Project Arts Centre presents
Excluding Sundays and bank holidays
The exhibition will close early on the following dates:
22 December 6.00pm
23 December 1.00pm
You are welcome to join us for the opening of this exhibition on Thursday 22 October 6.00pm – 8.00pm.
This exhibition will show Gretchen Bender’s seminal Total Recall (1987), bringing again to life her concept of ‘electronic theatre’.
We’re also delighted to announce a newly commissioned work in response by Oisín Byrne.
A monumental 24-monitor multi-projection screen installation, Total Recall explores the accelerated image-flow of television and includes a multitude of images that surrounded the context of her work – corporate logos, military hardware, Hollywood film as well as commercials for consumer goods. Total Recall launches itself on our senses.
It hits us in the eyes, the memory, the ears, the body, and our index of meaning – the part of us that recognises a corporate logo, a scene from a film or a title, and then wrenches to mind its associations.
Careening across the numerous screens and television box-sets, images and sound are edited to participate in the making of a symphony – the performance and now installation of what Gretchen Bender called ‘electronic theatre’.
Through this single seminal work of art, we can feel the power of an extraordinary artist, who Hal Foster calls an ‘oxymoron: a feminist futurist’. Bender ricochets between cinema samples and graphic symbols, advertisements and her own footage, and zooms in repeatedly to examples of military propaganda and corporate self-representation. The concept of electronic theatre couldn’t be more apt, with its dynamic rhythm, waxing and waning tempo and crescendo of intensity.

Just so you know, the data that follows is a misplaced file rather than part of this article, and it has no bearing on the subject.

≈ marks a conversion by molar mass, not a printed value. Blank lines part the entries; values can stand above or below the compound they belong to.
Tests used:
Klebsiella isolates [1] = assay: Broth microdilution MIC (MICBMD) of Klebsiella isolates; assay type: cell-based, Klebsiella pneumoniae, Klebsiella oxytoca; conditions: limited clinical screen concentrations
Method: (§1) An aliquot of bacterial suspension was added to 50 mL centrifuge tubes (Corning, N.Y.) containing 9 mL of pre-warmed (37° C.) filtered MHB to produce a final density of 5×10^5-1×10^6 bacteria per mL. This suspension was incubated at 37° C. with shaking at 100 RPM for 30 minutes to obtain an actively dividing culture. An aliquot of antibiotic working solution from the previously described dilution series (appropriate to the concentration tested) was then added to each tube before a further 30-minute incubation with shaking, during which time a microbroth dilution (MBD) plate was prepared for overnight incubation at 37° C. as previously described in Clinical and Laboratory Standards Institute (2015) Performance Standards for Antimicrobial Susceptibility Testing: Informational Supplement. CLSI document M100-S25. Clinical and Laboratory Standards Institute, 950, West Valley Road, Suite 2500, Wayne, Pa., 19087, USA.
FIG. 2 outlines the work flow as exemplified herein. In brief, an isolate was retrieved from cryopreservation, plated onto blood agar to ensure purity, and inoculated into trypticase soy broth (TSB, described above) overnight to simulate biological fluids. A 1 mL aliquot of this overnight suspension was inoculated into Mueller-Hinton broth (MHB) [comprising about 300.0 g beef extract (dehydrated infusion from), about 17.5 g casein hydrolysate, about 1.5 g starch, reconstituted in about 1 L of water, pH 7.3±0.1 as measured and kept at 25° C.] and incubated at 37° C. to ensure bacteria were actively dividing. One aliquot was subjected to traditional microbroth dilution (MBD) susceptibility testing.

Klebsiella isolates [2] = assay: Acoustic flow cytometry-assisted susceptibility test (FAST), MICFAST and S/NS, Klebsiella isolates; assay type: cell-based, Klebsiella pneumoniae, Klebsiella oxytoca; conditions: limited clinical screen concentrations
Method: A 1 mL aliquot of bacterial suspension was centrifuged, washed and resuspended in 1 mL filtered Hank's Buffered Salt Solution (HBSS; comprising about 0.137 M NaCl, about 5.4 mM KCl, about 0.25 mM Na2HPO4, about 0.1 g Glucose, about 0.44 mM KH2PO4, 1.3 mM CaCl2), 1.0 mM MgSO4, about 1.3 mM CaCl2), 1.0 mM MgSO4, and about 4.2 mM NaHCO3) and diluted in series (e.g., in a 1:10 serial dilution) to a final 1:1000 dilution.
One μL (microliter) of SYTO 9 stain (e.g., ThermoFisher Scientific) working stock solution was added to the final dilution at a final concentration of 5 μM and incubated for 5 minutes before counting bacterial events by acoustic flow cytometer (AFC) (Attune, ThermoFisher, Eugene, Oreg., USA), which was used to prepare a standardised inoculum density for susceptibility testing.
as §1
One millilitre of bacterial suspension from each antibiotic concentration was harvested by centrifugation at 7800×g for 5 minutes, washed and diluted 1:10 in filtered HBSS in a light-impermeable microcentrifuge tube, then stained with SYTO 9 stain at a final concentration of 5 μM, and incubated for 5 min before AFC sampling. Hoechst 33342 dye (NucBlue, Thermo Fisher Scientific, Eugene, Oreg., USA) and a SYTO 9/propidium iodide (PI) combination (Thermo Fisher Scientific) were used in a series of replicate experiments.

Installed in the gallery of Project Arts Centre (also a natural home of theatre and performance), Total Recall has prompted the commissioning of a new work by artist Oisín Byrne.
The printed and painted curtain is designed as a graphic entrance to Bender’s theatre – its thick and layered fabric protecting and containing the audio visual environment. Oisín Byrne has drawn from a variety of image sources, including TV static and TV test cards, and worked them into a combination of optical patterns and manual gestures.
Static, the image a TV displays before, after or in the absence of a programme or signal, is particularly poignant in an era when television programming and broadcasting is all but over.
The image of static also raises complexity for the care and archiving of Gretchen Bender’s wider body of work, some of which included the live feed of televisual transmission.
Developing from previous artworks that also function as exhibition furniture, performance stages, and lecture interventions, Oisín Byrne’s entrance curtain brings an artist of the current generation into dialogue with an artist whose influence continues to grow after her death.
You can read or download our gallery guide, including ‘Who was Gretchen Bender’ a text by Mike Pinnington, Tate Liverpool below.
Curated by Tessa Giblin With warm thanks to the Estate of Gretchen Bender, Tate Liverpool and Jonathan Ellis King. Image: Gretchen Bender, Total Recall, 1987, exhibition view Tate Liverpool